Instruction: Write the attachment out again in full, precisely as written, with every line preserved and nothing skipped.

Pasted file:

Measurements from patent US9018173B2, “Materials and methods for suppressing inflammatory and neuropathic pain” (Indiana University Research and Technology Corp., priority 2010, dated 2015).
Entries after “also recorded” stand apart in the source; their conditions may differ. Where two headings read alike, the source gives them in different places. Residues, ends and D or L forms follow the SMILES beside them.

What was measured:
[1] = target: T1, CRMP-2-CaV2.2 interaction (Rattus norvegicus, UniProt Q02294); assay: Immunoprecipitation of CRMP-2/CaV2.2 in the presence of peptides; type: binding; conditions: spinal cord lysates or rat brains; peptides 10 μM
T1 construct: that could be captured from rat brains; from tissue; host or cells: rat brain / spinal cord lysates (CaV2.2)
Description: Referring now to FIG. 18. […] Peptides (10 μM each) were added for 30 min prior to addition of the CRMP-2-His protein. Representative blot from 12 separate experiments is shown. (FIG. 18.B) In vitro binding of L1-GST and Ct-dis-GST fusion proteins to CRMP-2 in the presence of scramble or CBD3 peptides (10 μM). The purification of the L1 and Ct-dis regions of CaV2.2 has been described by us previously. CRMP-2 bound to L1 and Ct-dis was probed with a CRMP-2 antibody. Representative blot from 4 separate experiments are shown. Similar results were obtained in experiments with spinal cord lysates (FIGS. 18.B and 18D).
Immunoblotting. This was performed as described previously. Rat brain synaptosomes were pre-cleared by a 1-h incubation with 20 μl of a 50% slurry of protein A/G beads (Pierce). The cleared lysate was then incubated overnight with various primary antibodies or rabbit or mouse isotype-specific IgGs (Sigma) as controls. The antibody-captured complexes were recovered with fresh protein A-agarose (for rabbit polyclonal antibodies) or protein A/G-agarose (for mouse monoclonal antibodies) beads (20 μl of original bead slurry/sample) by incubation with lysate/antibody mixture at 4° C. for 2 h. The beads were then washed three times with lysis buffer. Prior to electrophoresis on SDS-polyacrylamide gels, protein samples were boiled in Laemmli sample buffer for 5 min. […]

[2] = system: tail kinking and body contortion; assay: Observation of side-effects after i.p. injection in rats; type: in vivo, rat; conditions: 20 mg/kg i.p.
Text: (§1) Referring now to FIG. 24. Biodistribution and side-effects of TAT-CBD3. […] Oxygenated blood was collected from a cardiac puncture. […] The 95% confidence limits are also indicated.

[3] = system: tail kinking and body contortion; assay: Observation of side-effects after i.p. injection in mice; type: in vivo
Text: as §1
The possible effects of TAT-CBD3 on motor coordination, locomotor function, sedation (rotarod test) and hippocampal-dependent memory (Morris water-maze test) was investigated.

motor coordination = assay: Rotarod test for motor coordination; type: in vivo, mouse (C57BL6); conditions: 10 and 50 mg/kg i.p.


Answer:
Measurements from patent US9018173B2, “Materials and methods for suppressing inflammatory and neuropathic pain” (Indiana University Research and Technology Corp., priority 2010, dated 2015).
Entries after “also recorded” stand apart in the source; their conditions may differ. Where two headings read alike, the source gives them in different places. Residues, ends and D or L forms follow the SMILES beside them.

What was measured:
[1] = target: T1, CRMP-2-CaV2.2 interaction (Rattus norvegicus, UniProt Q02294); assay: Immunoprecipitation of CRMP-2/CaV2.2 in the presence of peptides; type: binding; conditions: spinal cord lysates or rat brains; peptides 10 μM
T1 construct: that could be captured from rat brains; from tissue; host or cells: rat brain / spinal cord lysates (CaV2.2)
Description: Referring now to FIG. 18. […] Peptides (10 μM each) were added for 30 min prior to addition of the CRMP-2-His protein. Representative blot from 12 separate experiments is shown. (FIG. 18.B) In vitro binding of L1-GST and Ct-dis-GST fusion proteins to CRMP-2 in the presence of scramble or CBD3 peptides (10 μM). The purification of the L1 and Ct-dis regions of CaV2.2 has been described by us previously. CRMP-2 bound to L1 and Ct-dis was probed with a CRMP-2 antibody. Representative blot from 4 separate experiments are shown. Similar results were obtained in experiments with spinal cord lysates (FIGS. 18.B and 18D).
Immunoblotting. This was performed as described previously. Rat brain synaptosomes were pre-cleared by a 1-h incubation with 20 μl of a 50% slurry of protein A/G beads (Pierce). The cleared lysate was then incubated overnight with various primary antibodies or rabbit or mouse isotype-specific IgGs (Sigma) as controls. The antibody-captured complexes were recovered with fresh protein A-agarose (for rabbit polyclonal antibodies) or protein A/G-agarose (for mouse monoclonal antibodies) beads (20 μl of original bead slurry/sample) by incubation with lysate/antibody mixture at 4° C. for 2 h. The beads were then washed three times with lysis buffer. Prior to electrophoresis on SDS-polyacrylamide gels, protein samples were boiled in Laemmli sample buffer for 5 min. […]

[2] = system: tail kinking and body contortion; assay: Observation of side-effects after i.p. injection in rats; type: in vivo, rat; conditions: 20 mg/kg i.p.
Text: (§1) Referring now to FIG. 24. Biodistribution and side-effects of TAT-CBD3. […] Oxygenated blood was collected from a cardiac puncture. […] The 95% confidence limits are also indicated.

[3] = system: tail kinking and body contortion; assay: Observation of side-effects after i.p. injection in mice; type: in vivo
Text: as §1
The possible effects of TAT-CBD3 on motor coordination, locomotor function, sedation (rotarod test) and hippocampal-dependent memory (Morris water-maze test) was investigated.

motor coordination = assay: Rotarod test for motor coordination; type: in vivo, mouse (C57BL6); conditions: 10 and 50 mg/kg i.p.